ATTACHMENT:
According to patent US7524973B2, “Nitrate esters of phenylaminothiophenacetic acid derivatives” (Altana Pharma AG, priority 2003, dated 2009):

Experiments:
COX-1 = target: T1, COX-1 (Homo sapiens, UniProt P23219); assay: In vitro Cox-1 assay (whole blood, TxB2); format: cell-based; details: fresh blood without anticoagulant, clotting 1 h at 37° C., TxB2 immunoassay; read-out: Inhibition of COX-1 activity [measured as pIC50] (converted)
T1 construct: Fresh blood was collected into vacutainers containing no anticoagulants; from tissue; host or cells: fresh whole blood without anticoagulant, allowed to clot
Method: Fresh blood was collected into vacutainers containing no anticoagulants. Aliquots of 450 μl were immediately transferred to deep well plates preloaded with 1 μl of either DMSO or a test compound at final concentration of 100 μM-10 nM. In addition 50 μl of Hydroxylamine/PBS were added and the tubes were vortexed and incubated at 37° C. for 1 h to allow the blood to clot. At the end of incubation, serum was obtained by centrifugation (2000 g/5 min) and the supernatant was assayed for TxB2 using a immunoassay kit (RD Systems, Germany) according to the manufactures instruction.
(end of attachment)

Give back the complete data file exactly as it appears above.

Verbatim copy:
According to patent US7524973B2, “Nitrate esters of phenylaminothiophenacetic acid derivatives” (Altana Pharma AG, priority 2003, dated 2009):

Experiments:
COX-1 = target: T1, COX-1 (Homo sapiens, UniProt P23219); assay: In vitro Cox-1 assay (whole blood, TxB2); format: cell-based; details: fresh blood without anticoagulant, clotting 1 h at 37° C., TxB2 immunoassay; read-out: Inhibition of COX-1 activity [measured as pIC50] (converted)
T1 construct: Fresh blood was collected into vacutainers containing no anticoagulants; from tissue; host or cells: fresh whole blood without anticoagulant, allowed to clot
Method: Fresh blood was collected into vacutainers containing no anticoagulants. Aliquots of 450 μl were immediately transferred to deep well plates preloaded with 1 μl of either DMSO or a test compound at final concentration of 100 μM-10 nM. In addition 50 μl of Hydroxylamine/PBS were added and the tubes were vortexed and incubated at 37° C. for 1 h to allow the blood to clot. At the end of incubation, serum was obtained by centrifugation (2000 g/5 min) and the supernatant was assayed for TxB2 using a immunoassay kit (RD Systems, Germany) according to the manufactures instruction.